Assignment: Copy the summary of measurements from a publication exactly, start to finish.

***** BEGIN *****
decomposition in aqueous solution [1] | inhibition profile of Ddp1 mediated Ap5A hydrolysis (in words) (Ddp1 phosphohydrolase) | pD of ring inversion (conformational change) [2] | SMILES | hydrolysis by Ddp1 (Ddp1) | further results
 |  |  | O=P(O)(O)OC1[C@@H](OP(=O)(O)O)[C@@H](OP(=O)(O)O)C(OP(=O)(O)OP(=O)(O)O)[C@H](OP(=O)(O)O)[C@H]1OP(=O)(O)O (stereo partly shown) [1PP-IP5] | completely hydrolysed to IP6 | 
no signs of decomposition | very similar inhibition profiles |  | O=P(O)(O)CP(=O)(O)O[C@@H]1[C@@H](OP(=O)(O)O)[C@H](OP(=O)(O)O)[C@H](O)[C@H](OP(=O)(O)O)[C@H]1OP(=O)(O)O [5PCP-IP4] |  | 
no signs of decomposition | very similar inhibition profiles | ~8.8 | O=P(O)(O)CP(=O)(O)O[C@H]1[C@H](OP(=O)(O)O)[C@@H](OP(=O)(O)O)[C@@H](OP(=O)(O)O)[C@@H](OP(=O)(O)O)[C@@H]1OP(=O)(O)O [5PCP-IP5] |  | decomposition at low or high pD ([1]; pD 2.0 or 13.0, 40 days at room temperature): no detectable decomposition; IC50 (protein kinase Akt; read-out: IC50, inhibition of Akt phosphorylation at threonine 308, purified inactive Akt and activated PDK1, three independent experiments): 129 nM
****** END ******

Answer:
decomposition in aqueous solution [1] | inhibition profile of Ddp1 mediated Ap5A hydrolysis (in words) (Ddp1 phosphohydrolase) | pD of ring inversion (conformational change) [2] | SMILES | hydrolysis by Ddp1 (Ddp1) | further results
 |  |  | O=P(O)(O)OC1[C@@H](OP(=O)(O)O)[C@@H](OP(=O)(O)O)C(OP(=O)(O)OP(=O)(O)O)[C@H](OP(=O)(O)O)[C@H]1OP(=O)(O)O (stereo partly shown) [1PP-IP5] | completely hydrolysed to IP6 | 
no signs of decomposition | very similar inhibition profiles |  | O=P(O)(O)CP(=O)(O)O[C@@H]1[C@@H](OP(=O)(O)O)[C@H](OP(=O)(O)O)[C@H](O)[C@H](OP(=O)(O)O)[C@H]1OP(=O)(O)O [5PCP-IP4] |  | 
no signs of decomposition | very similar inhibition profiles | ~8.8 | O=P(O)(O)CP(=O)(O)O[C@H]1[C@H](OP(=O)(O)O)[C@@H](OP(=O)(O)O)[C@@H](OP(=O)(O)O)[C@@H](OP(=O)(O)O)[C@@H]1OP(=O)(O)O [5PCP-IP5] |  | decomposition at low or high pD ([1]; pD 2.0 or 13.0, 40 days at room temperature): no detectable decomposition; IC50 (protein kinase Akt; read-out: IC50, inhibition of Akt phosphorylation at threonine 308, purified inactive Akt and activated PDK1, three independent experiments): 129 nM